But the heart of the book lies in its long and romantic discourses on the unseen entanglements and leitmotifs that run through all of our lives, the way that certain symbols and languages, numbers and codes, ciphers and glyphs manifest to us almost constantly, as if some unknown and unseen entity was communicating with us. Of course, according to McCarthy it isn’t the spiritual world, as he very clearly debunks early 20th-century fascination with the Madam Sosotris’ of the world in a wonderful scene. And Serge’s flirtations with heroin and cocaine seem like nothing more than him tuning his own internal dial trying to locate the proper frequency so he can tune in to what his perception apparatus is telling him.
Serge is described at various times both as a transmitter and as a receiver. Listening to the earliest bursts of sea communication, Serge sits in his room transcribing the electric utterances of a world just learning to communicate with itself. “There’s a fluency to them, a rhythm that’s spontaneous, as though the clicks were somehow speaking on their own and didn’t need the detectors…The static’s like the sound of thinking. Not of any single person thinking, nor even a group thinking, collectively. It’s bigger than that, wider—and more direct. It’s like the sounds of though itself, its hum and rush.”
The concluding section of the novel takes place in Egypt as the British deal with the loss of their colony, indeed their whole empire. And yet Serge is sent as a kind of spy to determine the best location for communication masts to be erected so as to ensure the uninterrupted communication of an empire on the wane. It’s the protuberance of communication lines that mirrors the recession of an empire.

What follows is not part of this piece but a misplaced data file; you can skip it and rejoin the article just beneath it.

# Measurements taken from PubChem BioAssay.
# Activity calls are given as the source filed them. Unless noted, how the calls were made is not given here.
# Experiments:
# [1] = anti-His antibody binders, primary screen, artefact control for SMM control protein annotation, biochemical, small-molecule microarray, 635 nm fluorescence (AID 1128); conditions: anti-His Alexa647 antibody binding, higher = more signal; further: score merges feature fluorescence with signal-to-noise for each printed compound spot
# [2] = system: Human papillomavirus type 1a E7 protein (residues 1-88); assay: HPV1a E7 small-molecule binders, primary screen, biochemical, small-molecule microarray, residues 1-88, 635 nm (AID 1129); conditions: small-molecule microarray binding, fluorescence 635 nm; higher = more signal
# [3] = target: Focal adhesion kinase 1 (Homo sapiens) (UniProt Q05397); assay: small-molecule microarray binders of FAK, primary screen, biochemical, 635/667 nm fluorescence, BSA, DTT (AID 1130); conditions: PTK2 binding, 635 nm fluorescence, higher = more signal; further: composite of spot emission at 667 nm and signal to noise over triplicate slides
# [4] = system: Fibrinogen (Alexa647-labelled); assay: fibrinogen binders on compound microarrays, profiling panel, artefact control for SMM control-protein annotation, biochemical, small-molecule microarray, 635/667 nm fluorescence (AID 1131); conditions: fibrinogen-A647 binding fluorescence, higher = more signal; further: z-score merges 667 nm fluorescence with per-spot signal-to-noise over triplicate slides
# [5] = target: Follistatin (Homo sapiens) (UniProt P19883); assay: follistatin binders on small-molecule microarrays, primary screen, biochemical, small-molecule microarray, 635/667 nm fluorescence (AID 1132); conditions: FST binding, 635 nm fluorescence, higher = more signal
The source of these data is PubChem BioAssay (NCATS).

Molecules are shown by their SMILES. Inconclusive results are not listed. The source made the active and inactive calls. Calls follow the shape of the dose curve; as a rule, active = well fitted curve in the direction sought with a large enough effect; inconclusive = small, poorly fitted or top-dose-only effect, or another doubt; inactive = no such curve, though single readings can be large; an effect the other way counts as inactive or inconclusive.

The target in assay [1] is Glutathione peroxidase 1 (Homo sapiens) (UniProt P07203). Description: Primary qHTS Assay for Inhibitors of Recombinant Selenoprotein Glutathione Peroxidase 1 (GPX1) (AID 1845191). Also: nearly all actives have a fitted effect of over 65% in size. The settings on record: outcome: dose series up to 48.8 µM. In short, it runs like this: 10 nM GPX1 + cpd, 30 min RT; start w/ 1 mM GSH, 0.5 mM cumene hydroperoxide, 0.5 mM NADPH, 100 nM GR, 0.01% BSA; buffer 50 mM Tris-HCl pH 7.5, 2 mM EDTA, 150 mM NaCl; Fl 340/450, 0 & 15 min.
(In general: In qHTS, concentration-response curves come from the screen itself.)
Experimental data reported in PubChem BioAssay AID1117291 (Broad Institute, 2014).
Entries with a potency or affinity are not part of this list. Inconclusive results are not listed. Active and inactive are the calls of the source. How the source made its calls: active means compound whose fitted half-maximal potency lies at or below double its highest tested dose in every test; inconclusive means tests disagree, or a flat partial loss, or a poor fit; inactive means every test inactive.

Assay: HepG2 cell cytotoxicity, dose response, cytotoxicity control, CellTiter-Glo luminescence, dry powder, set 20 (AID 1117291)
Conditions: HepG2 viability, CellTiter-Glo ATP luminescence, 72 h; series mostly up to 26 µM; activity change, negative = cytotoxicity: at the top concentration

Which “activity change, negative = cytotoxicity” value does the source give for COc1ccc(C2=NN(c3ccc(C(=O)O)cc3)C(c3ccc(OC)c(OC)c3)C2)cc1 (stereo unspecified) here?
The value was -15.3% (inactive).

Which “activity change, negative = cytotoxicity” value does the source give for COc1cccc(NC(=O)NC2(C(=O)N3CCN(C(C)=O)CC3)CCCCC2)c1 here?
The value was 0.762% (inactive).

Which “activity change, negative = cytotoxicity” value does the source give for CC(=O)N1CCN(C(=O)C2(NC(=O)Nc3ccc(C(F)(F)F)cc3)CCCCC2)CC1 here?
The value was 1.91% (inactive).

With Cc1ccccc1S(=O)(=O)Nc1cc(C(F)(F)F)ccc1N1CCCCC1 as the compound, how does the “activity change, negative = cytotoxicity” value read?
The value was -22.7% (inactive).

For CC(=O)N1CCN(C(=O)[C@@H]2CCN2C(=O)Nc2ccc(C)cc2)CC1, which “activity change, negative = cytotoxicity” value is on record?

Words, letters, symbols, images, motifs. These constitute the essence of McCarthy’s novel, and as he has chosen to set this novel amid the turn of the century, Serge’s life parallels the birth and development of wireless communications. McCarthy must have known this theme would resonate with today’s audience, beset as we are from all angles by instant, real-time communication technology. We must know that many of our messages simply get lost in the ether. One gets the sense reading C that McCarthy wanted to illustrate how even the most scientific and reasonable of pursuits contains elements that defy our understanding. There is, even in the most progressive of technologies, magic at hand. And this magic is buried deep within the novel, often so full and thick of thematic sorcery, that it threatens to overwhelm the reader.
And Mendelsund, the jacket cover designer, is right, this book is Joycean in its inclusiveness. As if every wayward assumption or secret belief that Serge ever has about himself, that every connection ever forged in his mind was hardwired into the world around him, shuffling in and out of his receptors, reminding him who he is, who he was, what made and makes him. This is McCarthy’s brilliance at work, that ability to deliver the feeling that what was true for Serge is also true for each of us. Do we not all feel certain themes compelling themselves upon us throughout our lives, urging us to take note of them, to receive and transmit on certain frequencies that were designed just for us, to communicate with ourselves, our pasts and our futures? Whether or not we decide to engage these themes is another story but Tom McCarthy’s C, a book thick with meaning and import, reminds us that whether we are listening and receiving, there is a conversation we should be having with ourselves at all times.
Tom McCarthy’s C will be released on September 7 by Knopf. To purchase it, click here.